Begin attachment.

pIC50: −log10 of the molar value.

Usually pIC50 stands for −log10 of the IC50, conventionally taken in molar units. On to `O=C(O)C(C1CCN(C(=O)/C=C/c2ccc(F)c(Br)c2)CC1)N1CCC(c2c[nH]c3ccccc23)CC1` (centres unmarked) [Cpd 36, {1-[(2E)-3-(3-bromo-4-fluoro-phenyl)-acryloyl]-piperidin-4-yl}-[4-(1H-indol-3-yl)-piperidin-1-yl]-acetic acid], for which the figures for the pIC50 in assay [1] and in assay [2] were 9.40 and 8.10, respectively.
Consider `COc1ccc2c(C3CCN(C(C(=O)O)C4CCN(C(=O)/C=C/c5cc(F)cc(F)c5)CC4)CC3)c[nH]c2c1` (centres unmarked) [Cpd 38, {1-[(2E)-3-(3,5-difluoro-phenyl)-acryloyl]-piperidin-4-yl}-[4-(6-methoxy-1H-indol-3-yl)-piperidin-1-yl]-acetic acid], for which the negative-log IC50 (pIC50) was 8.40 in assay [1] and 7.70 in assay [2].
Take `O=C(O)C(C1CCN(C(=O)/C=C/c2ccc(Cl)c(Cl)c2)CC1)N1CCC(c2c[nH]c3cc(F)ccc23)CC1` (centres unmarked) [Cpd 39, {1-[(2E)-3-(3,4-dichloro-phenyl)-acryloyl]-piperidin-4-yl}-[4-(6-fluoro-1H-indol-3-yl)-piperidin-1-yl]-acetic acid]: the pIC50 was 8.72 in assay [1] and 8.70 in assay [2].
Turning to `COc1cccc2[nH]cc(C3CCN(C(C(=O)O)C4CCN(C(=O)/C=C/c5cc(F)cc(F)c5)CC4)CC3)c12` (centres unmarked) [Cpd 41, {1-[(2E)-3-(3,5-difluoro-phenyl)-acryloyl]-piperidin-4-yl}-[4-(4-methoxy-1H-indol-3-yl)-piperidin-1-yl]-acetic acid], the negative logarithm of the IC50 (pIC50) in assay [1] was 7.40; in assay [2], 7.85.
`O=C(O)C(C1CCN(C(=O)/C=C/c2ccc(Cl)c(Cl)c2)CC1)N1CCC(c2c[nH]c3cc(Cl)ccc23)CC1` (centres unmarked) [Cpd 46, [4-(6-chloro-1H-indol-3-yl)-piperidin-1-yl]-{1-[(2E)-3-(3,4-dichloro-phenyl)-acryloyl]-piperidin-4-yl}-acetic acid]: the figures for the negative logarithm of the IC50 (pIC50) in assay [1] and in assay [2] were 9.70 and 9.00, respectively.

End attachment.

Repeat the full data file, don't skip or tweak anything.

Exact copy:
pIC50: −log10 of the molar value.

Usually pIC50 stands for −log10 of the IC50, conventionally taken in molar units. On to `O=C(O)C(C1CCN(C(=O)/C=C/c2ccc(F)c(Br)c2)CC1)N1CCC(c2c[nH]c3ccccc23)CC1` (centres unmarked) [Cpd 36, {1-[(2E)-3-(3-bromo-4-fluoro-phenyl)-acryloyl]-piperidin-4-yl}-[4-(1H-indol-3-yl)-piperidin-1-yl]-acetic acid], for which the figures for the pIC50 in assay [1] and in assay [2] were 9.40 and 8.10, respectively.
Consider `COc1ccc2c(C3CCN(C(C(=O)O)C4CCN(C(=O)/C=C/c5cc(F)cc(F)c5)CC4)CC3)c[nH]c2c1` (centres unmarked) [Cpd 38, {1-[(2E)-3-(3,5-difluoro-phenyl)-acryloyl]-piperidin-4-yl}-[4-(6-methoxy-1H-indol-3-yl)-piperidin-1-yl]-acetic acid], for which the negative-log IC50 (pIC50) was 8.40 in assay [1] and 7.70 in assay [2].
Take `O=C(O)C(C1CCN(C(=O)/C=C/c2ccc(Cl)c(Cl)c2)CC1)N1CCC(c2c[nH]c3cc(F)ccc23)CC1` (centres unmarked) [Cpd 39, {1-[(2E)-3-(3,4-dichloro-phenyl)-acryloyl]-piperidin-4-yl}-[4-(6-fluoro-1H-indol-3-yl)-piperidin-1-yl]-acetic acid]: the pIC50 was 8.72 in assay [1] and 8.70 in assay [2].
Turning to `COc1cccc2[nH]cc(C3CCN(C(C(=O)O)C4CCN(C(=O)/C=C/c5cc(F)cc(F)c5)CC4)CC3)c12` (centres unmarked) [Cpd 41, {1-[(2E)-3-(3,5-difluoro-phenyl)-acryloyl]-piperidin-4-yl}-[4-(4-methoxy-1H-indol-3-yl)-piperidin-1-yl]-acetic acid], the negative logarithm of the IC50 (pIC50) in assay [1] was 7.40; in assay [2], 7.85.
`O=C(O)C(C1CCN(C(=O)/C=C/c2ccc(Cl)c(Cl)c2)CC1)N1CCC(c2c[nH]c3cc(Cl)ccc23)CC1` (centres unmarked) [Cpd 46, [4-(6-chloro-1H-indol-3-yl)-piperidin-1-yl]-{1-[(2E)-3-(3,4-dichloro-phenyl)-acryloyl]-piperidin-4-yl}-acetic acid]: the figures for the negative logarithm of the IC50 (pIC50) in assay [1] and in assay [2] were 9.70 and 9.00, respectively.